I’m not sure this essay by Michael Hanlon on the lack of technical and scientific progress over the past 40 years adds much to other recent speculations on the same theme: Tyler Cowen’s book The Great Stagnation, talks by Neal Stephenson on our lack of visionary imagination, and so on.
But it’s an indication at least of a growing awareness that, despite the determined efforts of the advertising world to suggest that everything is getting better all the time, our society is stuck in something of a technological rut, especially with regard to travel and, more important, medical care. Flying is a more frustrating experience than it has ever been and is only getting worse; only Google and Elon Musk are even trying to innovate in automobiling; and, as Hanlon points out, a person getting cancer today will receive treatment not fundamentally different than he or she would have received in 1970, and doesn’t stand a much greater chance of beating the disease.
So why aren’t we doing better? Hanlon offers a few fairly vague suggestions, as does Cowen, but this is an inquiry in its early stages. Let me just offer my two cents — precisely two.
Cent number one: Litigiousness. Every technological development in every field, but especially in health care, is hamstrung by the need to perform due diligence, and then beyond-due diligence, and then absurdly-over-the-top diligence, before putting a product on the market lest the developing company be sued by someone unhappy with their results. How many times have you read about some exciting new cancer treatment — and then never hear about it again, as it disappears into the endless Purgatory of tiny clinical trials that dying people beg (usually unsuccessfully) to be allowed to participate in?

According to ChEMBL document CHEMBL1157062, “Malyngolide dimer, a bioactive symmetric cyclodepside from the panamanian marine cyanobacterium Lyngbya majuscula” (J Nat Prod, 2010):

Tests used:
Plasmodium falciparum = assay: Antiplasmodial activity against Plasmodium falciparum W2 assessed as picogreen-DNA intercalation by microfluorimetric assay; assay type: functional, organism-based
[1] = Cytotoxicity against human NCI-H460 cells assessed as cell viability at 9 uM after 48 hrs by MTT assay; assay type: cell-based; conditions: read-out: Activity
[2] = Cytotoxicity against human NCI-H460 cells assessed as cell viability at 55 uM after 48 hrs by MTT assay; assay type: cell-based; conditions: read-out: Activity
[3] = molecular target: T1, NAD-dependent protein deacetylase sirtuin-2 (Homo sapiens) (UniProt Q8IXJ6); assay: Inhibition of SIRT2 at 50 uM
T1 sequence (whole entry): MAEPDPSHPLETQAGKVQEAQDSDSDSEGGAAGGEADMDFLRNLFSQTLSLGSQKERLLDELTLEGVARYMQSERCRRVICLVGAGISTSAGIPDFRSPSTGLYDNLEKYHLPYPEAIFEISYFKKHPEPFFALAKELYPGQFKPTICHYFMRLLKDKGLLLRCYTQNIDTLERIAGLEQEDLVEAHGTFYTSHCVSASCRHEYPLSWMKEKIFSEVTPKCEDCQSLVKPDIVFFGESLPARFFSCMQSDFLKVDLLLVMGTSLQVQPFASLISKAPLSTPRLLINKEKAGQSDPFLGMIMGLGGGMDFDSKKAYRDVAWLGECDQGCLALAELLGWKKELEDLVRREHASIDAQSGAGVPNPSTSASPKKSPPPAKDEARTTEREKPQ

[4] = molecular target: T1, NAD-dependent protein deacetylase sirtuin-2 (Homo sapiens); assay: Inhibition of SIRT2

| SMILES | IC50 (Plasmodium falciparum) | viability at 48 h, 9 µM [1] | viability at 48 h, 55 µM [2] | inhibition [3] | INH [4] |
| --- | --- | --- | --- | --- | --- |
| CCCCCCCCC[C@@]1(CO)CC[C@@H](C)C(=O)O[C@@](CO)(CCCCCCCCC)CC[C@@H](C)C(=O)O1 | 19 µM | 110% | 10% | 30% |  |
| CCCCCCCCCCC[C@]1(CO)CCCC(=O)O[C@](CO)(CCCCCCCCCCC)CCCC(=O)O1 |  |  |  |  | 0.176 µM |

Cent number two: Self-soothing by Device. I suspect that few will think that addition to distractive devices could even possibly be related to a cultural lack of ambition, but I genuinely think it’s significant. Truly difficult scientific and technological challenges are almost always surmounted by obsessive people — people who are grabbed by a question that won’t let them go. Such an experience is not comfortable, not pleasant; but it is essential to the perseverance without which no Big Question is ever answered. To judge by the autobiographical accounts of scientific and technological geniuses, there is a real sense in which those Questions force themselves on the people who stand a chance of answering them. But if it is always trivially easy to set the question aside — thanks to a device that you carry with you everywhere you go — can the Question make itself sufficiently present to you that answering is becomes something essential to your well-being? I doubt it.